That’s why Corbyn’s “let Labour have a go” plan, at this stage of the game, is bollocks. He had his chance to ask the UK people to let Labour have a go at his preferred Brexit in the 2017 election, when instead he maintained an air of ambiguity in the hope of wooing Remainers. Which worked, arguably, although not quite enough. I doubt it will again.
Meanwhile, in “Contempt of Parliament is a Way of Life” news, Downing Street has said that if Theresa May’s deal were voted down, any debate over a Brexit plan B would be ninety minutes long and only one amendment would be allowed.
Big shifts have been happening over the past couple of months, including in public opinion. The more polls that show that a solid majority of the country would now Remain, the less sustainable is the idea that we should be bound by what we said two and a half years ago. British Parliaments aren’t bound by what they previously thought, so why should the people be? If it isn’t enough to get Parliament to revoke Article 50 outright (and if evidence of illegality and Russian interference hasn’t been enough, it probably isn’t), it’s at least enough to warrant another referendum.
A referendum would be purely for domestic political reasons; nothing in the ECJ ruling requires that we hold another for an Article 50 revocation to be valid. The ECJ has said that “the revocation must be decided following a democratic process in accordance with national constitutional requirements”, which doesn’t have to mean the same process as led to the invocation of Article 50. The fundamental principle of Britain’s unwritten constitution is that Parliament gets to decide what our national constitutional requirements are. If Parliament decides that referendums are for the birds and it wants to stop Brexit once and for all, that’s our democratic process.
If we took our electoral laws seriously, there would be no domestic political reasons for another referendum either. Vote Leave strategically overspent in the final days of a closely fought campaign, when many wavering voters normally make up their minds. There are spending limits for a reason, and the Leave campaigns did everything they could to undermine them. If those laws mean anything, they should mean that you don’t get to claim victory off the back of flouting them. Illegal campaigning gives illegitimate results. A Twitter thread by a researcher looking at Leave overspending shows how it made all the difference.
Most of Vote Leave’s spending was online, using targeted messages tailored to the specific interests and fears of traditional non-voters to turn them into Leave voters (Leave.eu did the same). It had nothing to do with whether those fears were justified or reflected reality: it was purely data-driven, to send the message that would land with each specific voter. This one gets an ad that suggests we should leave because the Spanish still allow bullfighting; that one gets a message that we should leave because Turkey is about to join the EU (any day now, just you see) and enable further migration to Britain. And they knew who would be receptive to which message because of furtive data-gathering on a scale previously unknown in British politics, using Facebook data in ways that few people could have imagined or would have been comfortable with.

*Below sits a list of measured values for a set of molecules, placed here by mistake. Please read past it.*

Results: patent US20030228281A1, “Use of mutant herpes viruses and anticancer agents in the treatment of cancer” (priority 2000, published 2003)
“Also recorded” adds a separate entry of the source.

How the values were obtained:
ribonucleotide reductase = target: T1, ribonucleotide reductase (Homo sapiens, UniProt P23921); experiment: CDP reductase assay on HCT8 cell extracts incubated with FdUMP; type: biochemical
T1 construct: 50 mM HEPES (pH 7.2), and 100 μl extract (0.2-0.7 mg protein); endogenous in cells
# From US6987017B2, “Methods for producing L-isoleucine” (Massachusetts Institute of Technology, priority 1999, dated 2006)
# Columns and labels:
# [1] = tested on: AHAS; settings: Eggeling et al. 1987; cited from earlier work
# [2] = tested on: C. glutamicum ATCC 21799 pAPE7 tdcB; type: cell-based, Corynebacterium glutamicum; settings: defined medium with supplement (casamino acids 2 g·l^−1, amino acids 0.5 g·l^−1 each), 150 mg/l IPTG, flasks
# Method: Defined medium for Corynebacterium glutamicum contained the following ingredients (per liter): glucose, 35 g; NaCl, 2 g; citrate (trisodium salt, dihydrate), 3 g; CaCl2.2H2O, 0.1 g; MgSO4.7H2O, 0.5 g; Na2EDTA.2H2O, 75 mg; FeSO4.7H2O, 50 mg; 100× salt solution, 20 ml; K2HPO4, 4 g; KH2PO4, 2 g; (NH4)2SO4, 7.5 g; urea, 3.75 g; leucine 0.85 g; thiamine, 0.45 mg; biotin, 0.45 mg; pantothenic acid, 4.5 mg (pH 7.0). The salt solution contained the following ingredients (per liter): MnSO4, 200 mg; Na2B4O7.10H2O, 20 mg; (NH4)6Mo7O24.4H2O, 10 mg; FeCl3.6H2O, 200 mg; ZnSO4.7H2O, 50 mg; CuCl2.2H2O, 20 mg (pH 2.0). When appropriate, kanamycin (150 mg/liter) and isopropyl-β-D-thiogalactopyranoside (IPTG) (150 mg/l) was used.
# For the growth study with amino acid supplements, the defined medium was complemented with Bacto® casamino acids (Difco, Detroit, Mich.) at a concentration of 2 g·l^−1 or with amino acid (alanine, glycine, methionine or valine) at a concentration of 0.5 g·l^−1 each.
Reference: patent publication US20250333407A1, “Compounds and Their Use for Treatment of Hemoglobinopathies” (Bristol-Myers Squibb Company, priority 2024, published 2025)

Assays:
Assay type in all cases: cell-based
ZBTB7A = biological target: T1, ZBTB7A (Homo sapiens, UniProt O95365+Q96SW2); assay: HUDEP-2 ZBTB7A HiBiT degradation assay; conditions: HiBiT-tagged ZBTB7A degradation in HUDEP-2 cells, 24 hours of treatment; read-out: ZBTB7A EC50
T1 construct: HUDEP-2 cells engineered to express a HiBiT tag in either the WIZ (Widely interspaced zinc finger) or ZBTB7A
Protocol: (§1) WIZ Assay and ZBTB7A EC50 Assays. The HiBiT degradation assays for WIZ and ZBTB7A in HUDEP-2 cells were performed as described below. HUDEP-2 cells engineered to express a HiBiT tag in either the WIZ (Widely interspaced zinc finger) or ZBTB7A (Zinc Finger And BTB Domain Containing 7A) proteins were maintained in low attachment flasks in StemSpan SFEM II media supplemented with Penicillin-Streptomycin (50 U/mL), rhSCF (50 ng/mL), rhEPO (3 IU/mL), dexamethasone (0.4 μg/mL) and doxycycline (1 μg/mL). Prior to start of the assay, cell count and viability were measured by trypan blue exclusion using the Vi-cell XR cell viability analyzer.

Vote Leave sent out one billion targeted ads in the EU referendum campaign, all directed at three million previously hidden potential Leave voters. Leave.eu did much the same, with the help of a foreign billionaire who was using Britain as a test-bed for the Trump campaign. They were able to send whatever messages they liked, free from fact-checking or open debate; most of these ads only became more widely known long after the referendum. They broke the political system as it had been understood for decades in order to get across the line and win their precious Brexit.
That’s the new political reality, and we’ll all have to adjust somehow—the same way England’s political reality had to adjust after William the Conqueror turned up in 1066, and broke the political system as it had been understood for decades. That doesn’t mean that the Anglo-Saxons had to like it, or “accept the result” as the pro-Brexit Twitter drones want us to now.
When post-Brexit Britain is dotted with new castles and anyone who doesn’t speak the language of the victors is ground into the dirt, are we supposed to rest easy knowing that in a few hundred years it’ll all be history and there’ll still be British people on these islands, hurrah?
Obdurate Brexiters, your Raabs and your Redwoods, aren’t the only ones whose resolve has been hardened by the past few years. If we do leave, a lot of Remainers will immediately become Rejoiners. Stand by for forty years of complaint.
Distilled from yet another Mefi Brexit thread.